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20121007
20121007
Search Results 0 to 13 of about 14 (some duplicates have been removed)
house call" coming up. it's hard to see opportunity in today's challenging environment. unless you have the right perspective. bny mellon wealth management has the vision and experience to look beyond the obvious. we'll uncover opportunities, find hidden risk, and make success a reality. bny mellon wealth management >>> groovy music and great topics is what we have today on "sunday house call." joining us, dr. david smatty, chief of robotics at the mount sinai medical center. >> and dr. marc siegel. he's also the author of the book, the inner pulse, unlocking the secret code of sickness and health. good morning. >> good morning. >> we start with the serious topic, that meningitis outbreak. the cdc reports seven people have died and more than 60 people have been infected across nine states from what it believed to be contaminated steroid injections. what do we need to know about this? if you got a steroid infection, how do you know if you have this and what do you do? >> it's not just body builders. >> no, it's a serious and fatal disease. this made the media and news, men meningitis is
. the environment has gotten such a got you environment that even the politicians themselves and regulators have to do their business with one eye over the shoulders for fear of being dragged into some congressional committee or they'll be exposed for having to talk to leaders. so i think this idea of working together, i think in order to allow people to work together, there has to be a little bit of a letup. another thing is you can't kill people if everything doesn't work out perfectly. who the heck is going to take the jobs in business and government. you'll always get people that want to be ceo and senator and cabinet secretaries, but it might not be the people you want if you make it so punishing for them to take the job and unsustainable to be in the job because who gets it right all the time? >> that's actually an important distinction. john chambers and i were talking about it. in business, you take risks. some of them work out. some of them don't. in government, it's very difficult to take risks because if something goes badly, you're going to get pilloried for it. there's no particular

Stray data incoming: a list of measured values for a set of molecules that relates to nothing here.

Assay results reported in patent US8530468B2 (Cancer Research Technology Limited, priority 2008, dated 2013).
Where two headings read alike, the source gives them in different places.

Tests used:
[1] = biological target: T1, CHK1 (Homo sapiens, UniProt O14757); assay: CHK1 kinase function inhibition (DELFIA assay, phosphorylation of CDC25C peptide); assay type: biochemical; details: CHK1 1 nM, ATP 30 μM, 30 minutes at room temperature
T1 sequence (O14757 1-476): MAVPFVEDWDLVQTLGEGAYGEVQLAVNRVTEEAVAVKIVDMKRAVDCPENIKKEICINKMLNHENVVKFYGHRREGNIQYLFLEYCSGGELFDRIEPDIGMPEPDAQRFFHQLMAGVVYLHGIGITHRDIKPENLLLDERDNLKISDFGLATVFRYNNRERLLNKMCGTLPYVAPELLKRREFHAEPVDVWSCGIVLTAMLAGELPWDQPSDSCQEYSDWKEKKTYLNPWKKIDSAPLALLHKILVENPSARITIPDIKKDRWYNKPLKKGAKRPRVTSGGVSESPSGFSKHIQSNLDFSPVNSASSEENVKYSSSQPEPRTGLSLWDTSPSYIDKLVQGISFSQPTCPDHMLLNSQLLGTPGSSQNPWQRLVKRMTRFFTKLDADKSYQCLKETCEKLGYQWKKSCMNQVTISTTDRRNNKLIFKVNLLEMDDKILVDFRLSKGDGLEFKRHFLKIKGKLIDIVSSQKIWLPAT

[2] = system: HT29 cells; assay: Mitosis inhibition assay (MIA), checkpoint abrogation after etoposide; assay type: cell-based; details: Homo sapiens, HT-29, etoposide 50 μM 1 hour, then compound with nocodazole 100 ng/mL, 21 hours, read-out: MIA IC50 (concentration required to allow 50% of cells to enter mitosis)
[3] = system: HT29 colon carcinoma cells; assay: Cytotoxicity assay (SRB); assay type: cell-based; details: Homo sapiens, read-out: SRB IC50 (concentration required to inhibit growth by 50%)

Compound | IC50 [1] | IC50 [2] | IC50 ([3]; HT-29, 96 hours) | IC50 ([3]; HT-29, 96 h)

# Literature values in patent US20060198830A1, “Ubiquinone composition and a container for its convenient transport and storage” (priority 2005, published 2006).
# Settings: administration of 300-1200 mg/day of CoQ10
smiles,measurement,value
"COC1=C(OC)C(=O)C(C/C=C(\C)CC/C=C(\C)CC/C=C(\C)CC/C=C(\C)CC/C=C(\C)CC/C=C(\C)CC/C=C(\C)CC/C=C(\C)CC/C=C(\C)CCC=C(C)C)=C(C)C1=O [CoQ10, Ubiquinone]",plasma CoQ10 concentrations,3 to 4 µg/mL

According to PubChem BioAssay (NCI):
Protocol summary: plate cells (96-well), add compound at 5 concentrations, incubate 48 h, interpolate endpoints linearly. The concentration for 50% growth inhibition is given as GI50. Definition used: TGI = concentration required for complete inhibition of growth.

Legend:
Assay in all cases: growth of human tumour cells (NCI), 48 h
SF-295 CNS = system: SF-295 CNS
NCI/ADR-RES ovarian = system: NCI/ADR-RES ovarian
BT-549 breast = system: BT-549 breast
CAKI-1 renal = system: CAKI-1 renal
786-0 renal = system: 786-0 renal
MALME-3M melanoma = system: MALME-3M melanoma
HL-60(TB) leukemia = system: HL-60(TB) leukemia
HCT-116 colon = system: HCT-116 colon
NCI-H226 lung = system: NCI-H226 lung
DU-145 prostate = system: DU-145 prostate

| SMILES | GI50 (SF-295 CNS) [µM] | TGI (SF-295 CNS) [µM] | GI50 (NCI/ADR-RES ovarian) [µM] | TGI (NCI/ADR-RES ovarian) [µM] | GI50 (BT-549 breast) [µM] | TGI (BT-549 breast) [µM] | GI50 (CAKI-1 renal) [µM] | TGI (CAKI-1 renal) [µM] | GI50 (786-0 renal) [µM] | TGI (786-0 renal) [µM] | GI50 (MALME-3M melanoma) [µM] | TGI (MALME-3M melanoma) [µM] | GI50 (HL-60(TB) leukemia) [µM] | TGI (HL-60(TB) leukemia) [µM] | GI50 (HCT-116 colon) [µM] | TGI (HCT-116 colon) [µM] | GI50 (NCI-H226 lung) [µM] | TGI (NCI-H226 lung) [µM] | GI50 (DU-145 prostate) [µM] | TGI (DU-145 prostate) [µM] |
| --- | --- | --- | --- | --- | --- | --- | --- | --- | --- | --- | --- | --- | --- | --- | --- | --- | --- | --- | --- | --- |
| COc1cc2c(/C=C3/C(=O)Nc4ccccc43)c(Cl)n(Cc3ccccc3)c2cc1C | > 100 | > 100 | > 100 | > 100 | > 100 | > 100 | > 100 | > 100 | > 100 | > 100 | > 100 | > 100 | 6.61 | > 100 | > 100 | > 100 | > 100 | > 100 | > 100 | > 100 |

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are not just the risks we take. the environmental is such a "got you" environment even the regulators have to do their business with one eye over the shoulders for fear of being dragged over the national committee and having to be skboesed to talk to leaders. i think in order to allow people to work together, there has to be a little bit of a let-up. another thing is you can't kill people if everything doesn't work out properly. who the heck is going to take the job whether in business or otherwise. it might not be the people you want if you make it so punishing for them to take the job and so unsustain tobl be in the job because who gets it right all the time? >> that's actually an important distinction. john chal bers and i wither talking about it. in business, you asigh you take risks. some of them work out. some of them don't. in government, it's very difficult to take risks because if something goes badly, you're goingo get pilleried for it. the balance that you worry about is very different, right? >> it is. business has an advantage that we know if we don't take risks, there's low c